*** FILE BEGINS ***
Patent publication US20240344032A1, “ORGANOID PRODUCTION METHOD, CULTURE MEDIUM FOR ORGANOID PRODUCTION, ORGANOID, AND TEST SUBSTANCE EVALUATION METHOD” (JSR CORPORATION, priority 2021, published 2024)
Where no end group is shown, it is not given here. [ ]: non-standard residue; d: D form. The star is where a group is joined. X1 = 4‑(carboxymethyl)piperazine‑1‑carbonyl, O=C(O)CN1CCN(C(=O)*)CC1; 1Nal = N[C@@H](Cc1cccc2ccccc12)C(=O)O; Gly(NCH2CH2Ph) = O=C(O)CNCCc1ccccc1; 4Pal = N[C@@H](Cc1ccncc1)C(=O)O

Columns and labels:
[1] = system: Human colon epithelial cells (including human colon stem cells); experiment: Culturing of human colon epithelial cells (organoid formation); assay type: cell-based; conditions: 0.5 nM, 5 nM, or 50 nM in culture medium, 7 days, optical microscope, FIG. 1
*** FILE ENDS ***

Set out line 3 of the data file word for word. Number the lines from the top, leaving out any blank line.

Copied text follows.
Columns and labels: